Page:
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FARMINGTON — Among the memories Air Force veteran Emerson Lee carries with him from his military service are the cassette tapes he sent to his parents.

On those tapes, Lee recited letters home to Shiprock and waited to receive replies from his father, who recorded on the other side of the cassettes.

“It was the only way he could understand. He never had education,” Lee said, adding his parents did not own a telephone.

Lee, 67, shared that memory after receiving a set of medals for his service on Tuesday from U.S. Rep. Ben Ray Luján, D-N.M.

Lee, of Kirtland, received a Vietnam Service medal, a Republic of Vietnam Campaign medal, a National Defense Service medal and an Air Force Good Conduct medal during a presentation at the Bonnie Dallas Senior Center.

“I’m proud to be here,” Lee said, explaining he previously had received some of the medals but lost those during his travels, while others were never received.

After learning that requests for medals can be submitted, he contacted Luján’s office for assistance.

Lee is Táchii' nii (Red Running Into the Water People Clan), born for Kinyaa'áanii (Towering House Clan).

During the ceremony, he stood next to Luján and in front of flags held by four members of the Upper Fruitland Veterans Organization.

“I know he is a humble Navajo warrior who does not often talk about his service, but when Sgt. Lee sought our support, I told him that, with his permission, I would like to pin these medals in front of veterans, friends and family,” Luján said.

Sitting in the audience were Lee’s wife, Paulene; their children, Emerson Jr. and Cheryl; and grandchildren, Jayson and Emilee.

Luján said after his staff contacted the National Personnel Records Center in St. Louis, Mo., about Lee, it took less than a week to receive a response, followed by the shipment of the awards.

“It is now my honor to thank you for your service, to give you a welcome home that each and every one of our Vietnam veterans deserves and to present you with the medals you earned,” Luján said.

The congressman then pinned the medals to Lee’s black jacket, making adjustments to ensure each one was fastened straight.

Throughout the presentation, family and friends snapped photographs and shot videos with their cell phones.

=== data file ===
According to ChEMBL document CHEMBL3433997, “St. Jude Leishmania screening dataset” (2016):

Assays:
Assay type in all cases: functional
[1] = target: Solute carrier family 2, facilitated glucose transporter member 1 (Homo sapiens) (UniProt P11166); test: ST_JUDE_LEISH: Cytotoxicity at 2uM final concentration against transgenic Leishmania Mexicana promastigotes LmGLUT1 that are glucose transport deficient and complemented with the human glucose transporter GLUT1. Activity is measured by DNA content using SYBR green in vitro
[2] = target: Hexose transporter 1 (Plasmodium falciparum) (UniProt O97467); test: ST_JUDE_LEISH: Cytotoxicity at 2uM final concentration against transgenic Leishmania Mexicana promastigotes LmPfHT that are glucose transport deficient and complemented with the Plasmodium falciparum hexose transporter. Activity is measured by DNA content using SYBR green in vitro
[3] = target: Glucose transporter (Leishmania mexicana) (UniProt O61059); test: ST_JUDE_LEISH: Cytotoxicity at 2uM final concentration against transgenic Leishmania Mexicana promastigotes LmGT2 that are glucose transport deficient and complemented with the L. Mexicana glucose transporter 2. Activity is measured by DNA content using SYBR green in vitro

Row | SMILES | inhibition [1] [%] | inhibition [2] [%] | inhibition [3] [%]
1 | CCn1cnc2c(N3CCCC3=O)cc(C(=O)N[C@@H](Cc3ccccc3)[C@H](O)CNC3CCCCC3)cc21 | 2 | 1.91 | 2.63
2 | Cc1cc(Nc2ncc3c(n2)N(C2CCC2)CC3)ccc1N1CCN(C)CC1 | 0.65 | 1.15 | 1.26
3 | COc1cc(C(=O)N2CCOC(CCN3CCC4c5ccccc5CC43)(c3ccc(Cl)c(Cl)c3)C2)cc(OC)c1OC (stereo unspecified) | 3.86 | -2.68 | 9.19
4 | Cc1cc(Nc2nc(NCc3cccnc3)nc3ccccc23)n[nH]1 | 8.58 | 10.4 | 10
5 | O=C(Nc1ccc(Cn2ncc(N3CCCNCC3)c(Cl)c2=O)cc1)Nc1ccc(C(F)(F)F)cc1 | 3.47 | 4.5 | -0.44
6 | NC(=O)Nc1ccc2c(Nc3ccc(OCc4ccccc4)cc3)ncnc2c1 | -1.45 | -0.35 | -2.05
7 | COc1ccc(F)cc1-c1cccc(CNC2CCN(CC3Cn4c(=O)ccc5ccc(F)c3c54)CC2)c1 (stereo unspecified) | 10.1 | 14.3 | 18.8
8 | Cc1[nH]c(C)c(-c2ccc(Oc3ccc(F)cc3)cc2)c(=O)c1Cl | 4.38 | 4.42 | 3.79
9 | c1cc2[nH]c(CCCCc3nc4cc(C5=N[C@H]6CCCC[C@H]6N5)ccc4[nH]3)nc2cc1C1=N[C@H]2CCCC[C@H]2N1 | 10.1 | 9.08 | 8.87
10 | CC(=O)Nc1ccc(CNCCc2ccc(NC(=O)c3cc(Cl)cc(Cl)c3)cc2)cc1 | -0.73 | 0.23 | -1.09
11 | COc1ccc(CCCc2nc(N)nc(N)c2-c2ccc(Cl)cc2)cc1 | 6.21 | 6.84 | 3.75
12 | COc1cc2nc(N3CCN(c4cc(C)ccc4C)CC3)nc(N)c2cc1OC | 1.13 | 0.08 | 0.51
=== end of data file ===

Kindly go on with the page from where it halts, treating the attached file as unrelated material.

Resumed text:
With his medals in place, Lee briefly spoke about his service, including his year in Vietnam.

“I wasn’t expecting something like this. …I was proud to serve my country,” he said.

Lee paused then reflected on friends he lost during the war and some who died after returning home.

“I’m here for them, too,” he said.

In an interview after the ceremony, Lee said he enlisted in the Air Force in August 1969 and was honorably discharged in August 1973 with the rank of sergeant.

He was a precision measuring equipment specialist in a maintenance squadron, where he trained to troubleshoot, repair and calibrate electronic test equipment.

He was stationed at Lowry Air Force Base in Colorado, Tan Son Nhut Air Base near Saigon in Vietnam and Edwards Air Force Base in southern California.

Prior to his service, he earned an associate degree in electronics technology from New Mexico Highlands University in Las Vegas, N.M.

After returning home, he worked at the Fairchild Semiconductor plant in Shiprock, then at Navajo Tribal Utility Authority in Fort Defiance, Ariz., before working as an electrician for BHP Billiton.

He retired in May after 35 years of employment at the Navajo Mine, where he maintained equipment such as draglines, trains and electrical loaders.

“I’m a farmer now,” Lee said, adding he spent the summer growing native corn, melons, squash and cucumbers on family land in Shiprock.

Noel Lyn Smith covers the Navajo Nation for The Daily Times. She can be reached at 505-564-4636.

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